Fhaolan
2009-10-13, 08:25 AM
*waves at Mathew while joining in*

The average Jian is equivalent to the D&D longsword. The thing that's hanging people up here is that the term longsword is currently used in RL to mean a very specific two-handed sword. D&D weapons started out abstracted, with 'longsword' simply being any one-handed sword that isn't small enough to count as a 'shortsword'. (Technically, it started even more abstracted with all weapons doing 1d6 damage or something like that back in the original white book edition.)

Weapon names is a confusing mess in RL due to the fact that 90% of sword names are simply 'sword' in the local dialect/language. For example, the Romans had both the Gladius and the Spatha. In D&D terms these would be 'shortsword' and 'longsword'. Gladius is just sword in Latin. Spatha is sword in Greek. Spatha became espata became espede became epede became epee, which has always just meant 'sword' but is now attached to specific fencing weapon.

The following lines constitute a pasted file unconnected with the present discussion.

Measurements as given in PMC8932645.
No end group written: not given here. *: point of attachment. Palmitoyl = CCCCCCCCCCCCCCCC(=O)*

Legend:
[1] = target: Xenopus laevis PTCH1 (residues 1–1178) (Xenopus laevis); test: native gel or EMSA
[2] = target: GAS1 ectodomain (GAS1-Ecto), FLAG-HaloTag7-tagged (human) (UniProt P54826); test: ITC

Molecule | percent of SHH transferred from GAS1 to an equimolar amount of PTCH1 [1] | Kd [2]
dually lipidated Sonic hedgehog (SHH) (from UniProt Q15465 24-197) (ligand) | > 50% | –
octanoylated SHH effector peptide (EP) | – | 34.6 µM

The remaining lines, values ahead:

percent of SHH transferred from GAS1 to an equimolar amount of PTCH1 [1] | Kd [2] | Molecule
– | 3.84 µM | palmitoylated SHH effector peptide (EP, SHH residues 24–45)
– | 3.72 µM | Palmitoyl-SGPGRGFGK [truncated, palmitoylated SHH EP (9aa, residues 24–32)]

The issue really is that the D&D weapon system didn't remain abstracted but had oddly specific weapons added in for the 'coolness' factor. It has made the D&D weapon system as confusing as RL weapon terminology... so I guess it succeeded. :smallbiggrin:

Jayabalard
2009-10-13, 08:42 AM
This I can actually help you with. I need to get a PDF creator program before I can upload it, Open office can export to PDF.... just an FYI

kamikasei
2009-10-13, 08:49 AM
*waves at Mathew while joining in*

The average Jian is equivalent to the D&D longsword. The thing that's hanging people up here is that the term longsword is currently used in RL to mean a very specific two-handed sword.